Embodiments of the present invention will now be described by way of example only with reference to the accompanying drawings in which;

FIG. 1 is a schematic illustration of a typical active magnetic bearing;

FIG. 2 is a schematic illustration of an active magnetic bearing in accordance with a first embodiment of the present invention; and,

FIG. 3 is a graph showing electrical current through an inductance coil of the active magnetic bearing against time.

FIG. 4 is a schematic illustration of an active magnetic bearing in accordance with a second embodiment of the present invention.

FIG. 1 provides a schematic illustration of a typical active magnetic bearing. Thus, an electrical power supply 2 has a voltage V in order to supply a current i to a coil 3 such that through the magnetic field a target or rotor 4 is suspended with an air gap 5 between the coil and target/rotor 4. In such circumstances the target or rotor 4 can be subject to varying loads as required with the target/rotor 4 suspended by the magnetic field of the coil 3. It will be understood normally a number of coils will be provided in order to support the target/rotor 4.

Clearly, in a normal operational situation the target/rotor 4 may be subject to differing loads or transient variations in load. In such circumstances the active magnetic bearing 1 will incorporate position sensors and a controller in order to determine variations in rotor position and in the air gap 5 such that an active response to such variations can be made. The rate at which the active magnetic bearing 1 can respond to a transient is determined, as indicated above, by the rate at which the current in the coils 3 can change with time, that is to say di/dt. In the typical active magnetic bearing schematically depicted in FIG. 1, it will be noted that this rate of change of current with time is limited by the voltage V of the normal electrical power supply 2 such that di/dt is less than or equal to voltage (V) divided by inductance (L).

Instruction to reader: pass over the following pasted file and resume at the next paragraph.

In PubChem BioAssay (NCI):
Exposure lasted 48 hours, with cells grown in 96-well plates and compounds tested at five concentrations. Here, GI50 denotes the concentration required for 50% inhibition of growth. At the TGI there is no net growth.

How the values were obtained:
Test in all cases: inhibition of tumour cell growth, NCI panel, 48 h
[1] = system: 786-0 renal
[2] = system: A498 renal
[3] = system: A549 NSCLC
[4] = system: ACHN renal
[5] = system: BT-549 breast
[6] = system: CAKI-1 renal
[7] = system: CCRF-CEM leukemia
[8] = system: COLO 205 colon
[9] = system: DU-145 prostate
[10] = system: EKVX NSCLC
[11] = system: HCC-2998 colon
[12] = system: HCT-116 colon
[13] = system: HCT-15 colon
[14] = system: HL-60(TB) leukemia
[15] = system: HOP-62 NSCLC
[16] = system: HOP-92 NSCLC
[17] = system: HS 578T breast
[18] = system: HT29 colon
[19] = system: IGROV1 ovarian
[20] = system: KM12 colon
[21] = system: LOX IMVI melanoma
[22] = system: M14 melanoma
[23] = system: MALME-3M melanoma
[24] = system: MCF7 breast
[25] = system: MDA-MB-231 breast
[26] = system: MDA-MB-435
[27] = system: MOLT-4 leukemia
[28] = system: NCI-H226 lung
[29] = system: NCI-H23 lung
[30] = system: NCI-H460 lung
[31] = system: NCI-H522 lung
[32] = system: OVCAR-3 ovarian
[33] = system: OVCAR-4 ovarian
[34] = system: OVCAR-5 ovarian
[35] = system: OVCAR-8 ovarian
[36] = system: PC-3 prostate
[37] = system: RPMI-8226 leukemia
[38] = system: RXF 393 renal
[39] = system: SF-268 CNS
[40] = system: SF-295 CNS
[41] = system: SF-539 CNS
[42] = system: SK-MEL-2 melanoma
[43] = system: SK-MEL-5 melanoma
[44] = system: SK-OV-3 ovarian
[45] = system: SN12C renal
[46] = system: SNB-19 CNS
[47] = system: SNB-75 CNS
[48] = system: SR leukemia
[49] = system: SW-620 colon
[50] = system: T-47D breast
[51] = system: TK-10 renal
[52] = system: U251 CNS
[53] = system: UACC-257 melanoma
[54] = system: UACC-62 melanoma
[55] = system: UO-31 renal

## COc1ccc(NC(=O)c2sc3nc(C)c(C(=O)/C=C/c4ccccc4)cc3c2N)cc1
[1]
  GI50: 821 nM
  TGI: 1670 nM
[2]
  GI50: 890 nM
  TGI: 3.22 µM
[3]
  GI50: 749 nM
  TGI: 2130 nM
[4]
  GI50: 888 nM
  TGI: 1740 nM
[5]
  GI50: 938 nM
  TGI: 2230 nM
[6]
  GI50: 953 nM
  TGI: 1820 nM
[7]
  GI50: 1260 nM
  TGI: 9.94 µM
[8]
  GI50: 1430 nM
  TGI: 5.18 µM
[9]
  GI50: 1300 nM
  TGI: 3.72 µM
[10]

In accordance with the present invention, a short term storage device such as an electrical capacitor or flywheel storage device in a dc generator is provided to supply additional electrical power capacity during a target or shaft load transient. Thus, in FIG. 2, a normal electrical power supply 22 provides a supply voltage V to a coil 23 in order to constitute an active magnetic bearing relative to a target or rotor 24. A diode 20 is provided in the normal supply circuit from the electrical power supply 22 to the coil 23. In accordance with the present invention, a storage device 25 is provided with a switch 26 such that when a transient load variation occurs the switch 26 can be closed in order that a storage electric voltage VS is temporarily presented across the coil 23 whereby the transient current IT rises more quickly and is ultimately significantly greater and therefore capable of providing more robust support during the transient period. The diode 20 acts to ensure that the supply voltage VS is essentially presented across the coil 23 with the diode 20 therefore acting to prevent reverse current in the electrical power supply 22.

The electrical current through the coil 23 immediately before, during and after a transient load variation is shown in FIG. 3. Over time period A the electrical power supply 23 supplies a steady state current through the coil 23. During time period B the storage device 25 supplies a transient current through the coil 23 and then over time period C the electrical power supply 22 supplies a steady state current through the coil 23. A load transient occurs during time period B.

As depicted, the storage device 25 is typically an electric capacitor. This capacitor is charged to a voltage VS which is significantly greater than the normal power supply voltage V. In such circumstances as described, when a rapid transient change in the active magnetic bearing load occurs, the capacitor is discharged through the coil 23 to give a rapid change in the electrical current of the coil 23. Clearly, some means (not shown) is required for determining that load transient. This means will typically take the form of positional sensors and a controller determining eccentricity of the target or rotor 24 indicative of load variation.